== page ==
Country Stores Evoke a Touch of Americana

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I share an affinity with country stores, no matter where I may find them.

Just as I would brake for yard sales in the midst of nowhere, I would do the same for a country store that may cross my path. They’re quaint, charming, and mystifying.

I cannot resist a dash of American pie and Norman Rockwell. I am attracted to the nostalgia that lies within. What’s there not to like about the quaint old-fashioned feeling, the chance to shop for hard-to-find items, the aroma of candles and soaps, and the delicious offerings of local products, fudge, and maple syrup.

Norman Rockwell’s ‘Thanksgiving Pie’ was on the cover of Country Gentleman in 1930.

Keep your mega-department stores. Don’t try and talk me into a supermarket that sells refrigerators and never closes. If I wanted a pharmacy, I would visit a drug store, if I could find one. I know, this is the age of diversity and multi-tasking.

I look for peace and tranquility when I visit a store. If I can find a country store in the city, all the better. But more often than not, I find them on the road to nowhere—far removed from society and waiting to greet your entrance.

Such a moment came one early morning while vacationing at Cape Cod. The family was still asleep when I made my way from the house to the street below. Time for a brisk walk before breakfast in a strange town that knew no further identification.

As I walked, the beauty of a New England Cape Cod town hit me. People greeted me as I walked by. Birds joined in a songfest. A cyclist or two wished me a “good morning.” I felt like part of the landscape and happy to be there.

A mile into my walk, there it was, an oasis in my desert: a country store! My curiosity drew me inside like a magnet to a nail bin. I took a step back in time.

Inside, the art of browsing became a science. Everywhere I looked, my hands were sure to follow. I even discovered a packet of clothespins that were supposedly extinct—the ones you squeeze with a spring. I have found smaller varieties that were inferior. These were just like the kind my mother and grandmother used to hang on a clothesline. I use them at my lake house.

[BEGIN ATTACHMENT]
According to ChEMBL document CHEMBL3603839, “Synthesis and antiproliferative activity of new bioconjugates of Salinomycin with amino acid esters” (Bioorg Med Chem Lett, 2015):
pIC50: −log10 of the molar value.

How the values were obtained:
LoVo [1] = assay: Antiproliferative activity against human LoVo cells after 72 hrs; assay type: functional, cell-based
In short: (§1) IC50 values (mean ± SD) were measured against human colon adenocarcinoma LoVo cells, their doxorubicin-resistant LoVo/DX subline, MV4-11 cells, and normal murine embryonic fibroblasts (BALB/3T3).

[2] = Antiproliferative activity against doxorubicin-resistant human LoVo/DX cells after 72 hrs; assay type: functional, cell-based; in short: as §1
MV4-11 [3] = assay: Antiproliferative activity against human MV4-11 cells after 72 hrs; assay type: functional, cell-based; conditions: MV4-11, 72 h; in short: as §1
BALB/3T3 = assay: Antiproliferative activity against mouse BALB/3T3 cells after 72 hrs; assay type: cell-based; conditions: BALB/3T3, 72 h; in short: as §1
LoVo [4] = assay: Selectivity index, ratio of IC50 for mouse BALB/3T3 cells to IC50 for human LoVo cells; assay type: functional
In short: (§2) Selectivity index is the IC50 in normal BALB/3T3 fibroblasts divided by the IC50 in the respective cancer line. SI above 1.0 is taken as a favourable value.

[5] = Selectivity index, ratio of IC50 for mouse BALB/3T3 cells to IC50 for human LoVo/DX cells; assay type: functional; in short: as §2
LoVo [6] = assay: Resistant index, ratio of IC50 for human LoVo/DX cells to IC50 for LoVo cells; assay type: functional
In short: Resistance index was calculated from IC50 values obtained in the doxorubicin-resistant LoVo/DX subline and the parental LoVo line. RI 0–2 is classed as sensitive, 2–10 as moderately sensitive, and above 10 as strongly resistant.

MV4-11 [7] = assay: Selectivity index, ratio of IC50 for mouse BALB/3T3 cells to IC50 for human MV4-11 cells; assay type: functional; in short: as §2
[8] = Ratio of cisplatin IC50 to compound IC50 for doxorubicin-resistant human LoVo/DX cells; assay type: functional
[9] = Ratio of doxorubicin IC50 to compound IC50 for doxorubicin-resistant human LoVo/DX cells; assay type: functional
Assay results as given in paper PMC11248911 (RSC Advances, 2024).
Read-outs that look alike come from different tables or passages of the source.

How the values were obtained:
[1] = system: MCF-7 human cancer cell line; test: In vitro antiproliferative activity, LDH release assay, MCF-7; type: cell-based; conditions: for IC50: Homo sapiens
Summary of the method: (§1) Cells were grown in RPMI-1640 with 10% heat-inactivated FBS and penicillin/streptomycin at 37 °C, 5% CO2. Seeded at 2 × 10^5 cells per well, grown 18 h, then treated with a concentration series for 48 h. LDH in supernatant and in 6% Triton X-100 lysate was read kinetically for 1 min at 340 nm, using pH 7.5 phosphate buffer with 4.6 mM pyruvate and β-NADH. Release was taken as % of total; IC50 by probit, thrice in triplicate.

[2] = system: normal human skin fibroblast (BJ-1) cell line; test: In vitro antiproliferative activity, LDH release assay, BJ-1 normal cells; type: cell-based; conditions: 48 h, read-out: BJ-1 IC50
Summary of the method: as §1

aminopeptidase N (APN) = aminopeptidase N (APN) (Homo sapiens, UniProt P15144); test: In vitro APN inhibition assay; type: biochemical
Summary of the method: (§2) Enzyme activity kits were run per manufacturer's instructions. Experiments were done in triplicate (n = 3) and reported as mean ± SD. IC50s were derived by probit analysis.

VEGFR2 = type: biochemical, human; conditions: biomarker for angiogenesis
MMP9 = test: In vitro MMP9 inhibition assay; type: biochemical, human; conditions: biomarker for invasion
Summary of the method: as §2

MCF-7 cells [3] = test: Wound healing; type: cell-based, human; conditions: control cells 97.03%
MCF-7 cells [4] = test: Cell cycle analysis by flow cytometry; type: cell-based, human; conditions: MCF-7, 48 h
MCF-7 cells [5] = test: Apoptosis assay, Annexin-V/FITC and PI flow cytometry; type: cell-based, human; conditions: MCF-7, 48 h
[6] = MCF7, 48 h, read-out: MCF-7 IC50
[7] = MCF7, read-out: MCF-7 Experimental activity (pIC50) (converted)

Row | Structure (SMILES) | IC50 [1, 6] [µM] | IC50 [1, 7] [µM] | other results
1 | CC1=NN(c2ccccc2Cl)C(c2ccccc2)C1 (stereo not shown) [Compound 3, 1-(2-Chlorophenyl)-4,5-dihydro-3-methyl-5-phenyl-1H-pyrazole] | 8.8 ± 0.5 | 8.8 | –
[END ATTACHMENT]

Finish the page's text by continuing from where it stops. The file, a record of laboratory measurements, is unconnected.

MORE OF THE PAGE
I stacked up on some comic books, a Duncan yo-yo I used as a kid, a couple games I enjoyed as a kid like paddle ball, a cap pistol, and some of the best marbles you ever saw. I was back in the 1940’s—all here inside an unsuspecting emporium.

I’ve been to many of these outlets during my travels and have found the best bakery items from town folks, jams and jellies made locally, and all kinds of trivia that add a personal glow to your day.

I grabbed a coffee and freshly baked blueberry muffin, then settled outside on a bench with other locals. They checked me out. I did the same.

“You new in town?” said one.

“Naw, just passing through. Nice community you have here,” I shot back.

“We like it here. Many of us grew up in town. Known each other since we were kids.”

Everything centers around this country store, whether it’s politics, sports, current events, or news waiting to happen. Tomorrow would be another day, another topic of discussion.

“I have a question. You come here often?” I asked the group.

“Just about every morning first thing,” another responded. “I’m Al. Meet Abe. That’s Richard over there. Sal will be along shortly. He’s usually last.”

They had the attendance order down pat. They drank their coffee and had the daily paper in hand that was reserved for them at the desk.

This was one general store on one particular day. Others have cultivated my life over time and travel. Let me mention them.

One of my favorite stops is Zeb’s in North Conway, N.H. What looks like “organized clutter” turns out to be a very systematic approach to inventory. I was told once there were more than 5,000 items up for grabs.

The bread & butter pickles were the best around, not to mention their preserves and fudge.

Another that has caught my attention on a day trip is the Vermont Country Store in Weston, Vt. I’m a sucker for penny candy, even though it costs me good ‘n plenty more.

At a time when stress and anxiety is getting us down, along comes a country store that brings back warm childhood memories and a sense of relief. Proves one conclusive theory: The good old days would not be so “old” if more people relived them.

I tend to be one of them.

Source: Armenian Weekly
Link: Country Stores Evoke a Touch of Americana